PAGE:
Working on this case has been rewarding for both Bengtson and her students.
“It has helped me continue to learn and grow as an anthropologist, and allowed me to make a difference for a family who was missing their loved one,” she said. “Additionally, it’s provided a unique and deeply meaningful learning opportunity for students, who now have a valuable set of new skills and experiences to take in any number of educational and career directions.”
Southeast anthropology students have been involved in this case over the years in a number of ways, Bengtson said.
Students helped inventory the remains in 2013; develop a biological profile, including estimating the person’s sex, age, ancestry and stature; locate and work with old paperwork from the case; enter the case into the National Missing and Unidentified Persons database; and choose and send off samples for initial DNA analysis.
The students were also able to observe the process and interactions among the specialists and were able to ask questions and get answers directly from the experts.
Ariel Morrow, a junior double majoring in anthropology and forensic chemistry of Benton, Missouri, said working on this cold case has helped prepare her for graduate school and a career in forensic anthropology.
“Having the opportunity to be a part of an active case has given me invaluable experience that I will be able to build on through graduate school and into a career,” Morrow said. “This experience has confirmed my passion for this field in giving individuals their identity back and bringing closure to families.”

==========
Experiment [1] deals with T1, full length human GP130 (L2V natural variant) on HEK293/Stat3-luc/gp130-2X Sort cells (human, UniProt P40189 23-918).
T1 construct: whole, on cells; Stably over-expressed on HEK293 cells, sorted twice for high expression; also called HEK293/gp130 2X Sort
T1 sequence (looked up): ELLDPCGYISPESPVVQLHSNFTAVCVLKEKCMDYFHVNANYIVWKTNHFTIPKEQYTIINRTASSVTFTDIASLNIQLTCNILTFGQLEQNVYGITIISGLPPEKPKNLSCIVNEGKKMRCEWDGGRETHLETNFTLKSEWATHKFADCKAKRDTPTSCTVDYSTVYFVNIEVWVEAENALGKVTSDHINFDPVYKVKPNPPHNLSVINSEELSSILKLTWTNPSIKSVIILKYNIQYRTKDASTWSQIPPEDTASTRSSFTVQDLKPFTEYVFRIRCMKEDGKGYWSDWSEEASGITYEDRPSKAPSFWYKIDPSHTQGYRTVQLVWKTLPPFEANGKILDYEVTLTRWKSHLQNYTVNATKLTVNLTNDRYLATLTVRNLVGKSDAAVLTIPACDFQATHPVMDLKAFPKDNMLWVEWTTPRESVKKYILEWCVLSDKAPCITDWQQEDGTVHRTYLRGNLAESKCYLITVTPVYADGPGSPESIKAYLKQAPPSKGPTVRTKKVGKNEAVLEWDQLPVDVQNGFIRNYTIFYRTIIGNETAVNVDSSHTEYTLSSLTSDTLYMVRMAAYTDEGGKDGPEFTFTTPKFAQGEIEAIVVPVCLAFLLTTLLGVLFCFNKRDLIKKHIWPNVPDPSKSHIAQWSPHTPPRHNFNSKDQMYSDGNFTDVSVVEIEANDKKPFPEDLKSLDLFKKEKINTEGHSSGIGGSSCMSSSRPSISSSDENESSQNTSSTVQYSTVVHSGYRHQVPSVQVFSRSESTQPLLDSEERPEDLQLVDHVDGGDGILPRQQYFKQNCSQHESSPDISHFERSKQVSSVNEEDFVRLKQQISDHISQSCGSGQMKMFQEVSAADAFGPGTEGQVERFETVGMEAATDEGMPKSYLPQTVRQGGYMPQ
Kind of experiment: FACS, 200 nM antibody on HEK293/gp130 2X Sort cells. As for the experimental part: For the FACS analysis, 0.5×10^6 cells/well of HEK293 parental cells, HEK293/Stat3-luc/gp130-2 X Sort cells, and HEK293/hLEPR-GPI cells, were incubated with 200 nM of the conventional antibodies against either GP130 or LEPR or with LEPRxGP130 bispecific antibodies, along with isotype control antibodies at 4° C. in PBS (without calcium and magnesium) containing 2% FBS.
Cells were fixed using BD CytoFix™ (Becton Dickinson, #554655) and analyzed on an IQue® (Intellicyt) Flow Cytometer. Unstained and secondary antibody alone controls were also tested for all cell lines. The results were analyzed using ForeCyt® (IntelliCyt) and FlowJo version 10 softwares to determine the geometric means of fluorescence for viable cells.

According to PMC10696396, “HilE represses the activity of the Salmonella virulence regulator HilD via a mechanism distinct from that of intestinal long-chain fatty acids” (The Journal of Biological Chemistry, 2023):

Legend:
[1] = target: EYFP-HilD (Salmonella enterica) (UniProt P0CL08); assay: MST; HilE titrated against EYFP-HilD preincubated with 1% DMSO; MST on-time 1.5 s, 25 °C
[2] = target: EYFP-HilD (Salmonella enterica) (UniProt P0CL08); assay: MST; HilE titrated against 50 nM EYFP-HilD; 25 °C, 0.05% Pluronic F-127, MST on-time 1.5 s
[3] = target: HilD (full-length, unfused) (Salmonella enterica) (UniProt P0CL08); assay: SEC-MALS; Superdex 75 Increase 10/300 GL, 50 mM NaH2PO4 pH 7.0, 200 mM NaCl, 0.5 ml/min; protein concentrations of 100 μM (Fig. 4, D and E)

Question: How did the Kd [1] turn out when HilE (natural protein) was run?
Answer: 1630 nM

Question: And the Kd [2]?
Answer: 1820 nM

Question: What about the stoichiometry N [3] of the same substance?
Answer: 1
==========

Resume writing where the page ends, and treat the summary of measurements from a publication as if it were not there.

Recently, students have done specialized chemical analyses to try to understand burning patterns in the remains, and looked at some hairs that were found in the original box to try to determine whether they were human or animal.
Additionally, students participated in the forensic genealogy aspect that ultimately led to discovering the identity.
“This case has contributed so much to the lives and education of so many students,” Bengtson said. “The University’s anthropology program is a close-knit group, and our undergraduate students are the beneficiaries of these kinds of opportunities that might not happen at other larger institutions.”
Southeast senior Sarah Portell of St. Louis, Missouri, said this experience has provided her the opportunity to learn how forensic genealogy can give an unidentified person a story as part of a team.
“From our work in the lab to the facial reconstruction to the forming of the family tree, I learned that this process was a team effort,” said Portell. “I cannot thank Dr. Bengtson and the team at Othram enough for allowing students at Southeast to be a part of this process.”
Thanks to the dedication of everyone involved, and the support of the University Foundation and donors, Bengtson and her students are proud to help solve this case and bring resolution to a local family’s history, Bengtson said.
“There are over 13,000 sets of unidentified human remains held by various labs and agencies across the country, and all of them deserve to have their names back and be returned to their families, no matter how much time has passed,” she said. “Southeast’s anthropology program will keep working on these kinds of cases because it is the right thing to do, and students will continue to be part of it.”